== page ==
Sugar in the Blood by Andrea Stuart
Sugar in the Blood: Book summary and reviews of Sugar in the Blood by Andrea Stuart
Sugar in the Blood Summary
In the late 1630s, lured by the promise of the New World, Andrea Stuart's earliest known maternal ancestor, George Ashby, set sail from England to settle in Barbados. He fell into the life of a sugar plantation owner by mere chance, but by the time he harvested his first crop, a revolution was fully under way: the farming of sugar cane, and the swiftly increasing demands for sugar worldwide, would not only lift George Ashby from abject poverty and shape the lives of his descendants, but it would also bind together ambitious white entrepreneurs and enslaved black workers in a strangling embrace. Stuart uses her own family story - from the seventeenth century through the present - as the pivot for this epic tale of migration, settlement, survival, slavery and the making of the Americas.
Sugar in the Blood Reviews
"Starred Review. Stuart powerfully concludes that the legacy of sugar boom and the slave trade in the Caribbean are not so easily forgotten, for sugar 'has shaped our economies and national identities.'" - Publishers Weekly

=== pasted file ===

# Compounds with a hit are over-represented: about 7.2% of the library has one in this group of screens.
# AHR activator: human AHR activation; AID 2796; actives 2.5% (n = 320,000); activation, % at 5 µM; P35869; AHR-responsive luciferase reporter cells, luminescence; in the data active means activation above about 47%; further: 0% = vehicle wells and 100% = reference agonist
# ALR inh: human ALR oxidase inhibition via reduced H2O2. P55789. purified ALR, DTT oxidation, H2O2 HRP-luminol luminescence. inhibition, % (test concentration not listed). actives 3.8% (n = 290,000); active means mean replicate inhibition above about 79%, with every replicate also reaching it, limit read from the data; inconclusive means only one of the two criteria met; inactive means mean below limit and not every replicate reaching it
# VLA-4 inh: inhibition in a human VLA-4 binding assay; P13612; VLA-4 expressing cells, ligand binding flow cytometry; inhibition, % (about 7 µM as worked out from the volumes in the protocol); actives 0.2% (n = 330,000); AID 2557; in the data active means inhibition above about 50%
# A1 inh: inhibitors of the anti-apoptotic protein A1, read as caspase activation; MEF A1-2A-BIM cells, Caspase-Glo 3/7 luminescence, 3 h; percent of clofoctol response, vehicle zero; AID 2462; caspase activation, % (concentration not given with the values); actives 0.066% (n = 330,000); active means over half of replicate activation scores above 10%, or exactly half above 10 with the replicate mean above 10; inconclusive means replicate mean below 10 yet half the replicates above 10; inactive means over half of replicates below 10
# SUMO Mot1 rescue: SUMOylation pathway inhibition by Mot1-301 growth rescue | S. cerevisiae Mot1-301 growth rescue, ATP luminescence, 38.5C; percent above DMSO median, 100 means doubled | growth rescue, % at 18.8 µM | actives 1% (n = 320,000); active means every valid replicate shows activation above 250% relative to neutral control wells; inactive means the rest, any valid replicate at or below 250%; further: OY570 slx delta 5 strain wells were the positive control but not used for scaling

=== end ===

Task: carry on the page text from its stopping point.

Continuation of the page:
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Sugar in the Blood Reader Reviews
Andrea Stuart was born and raised in the Caribbean. She studied English at the University of East Anglia and French at the Sorbonne. Her book The Rose of Martinique: A Life of Napoleon's Josephine was published in the United States in 2004, has been translated into three languages and won the Enid McLeod Literary Prize. Stuart's work has been published in numerous anthologies, newspapers and magazines, and she regularly reviews books for The Independent. She has also worked as a TV producer.
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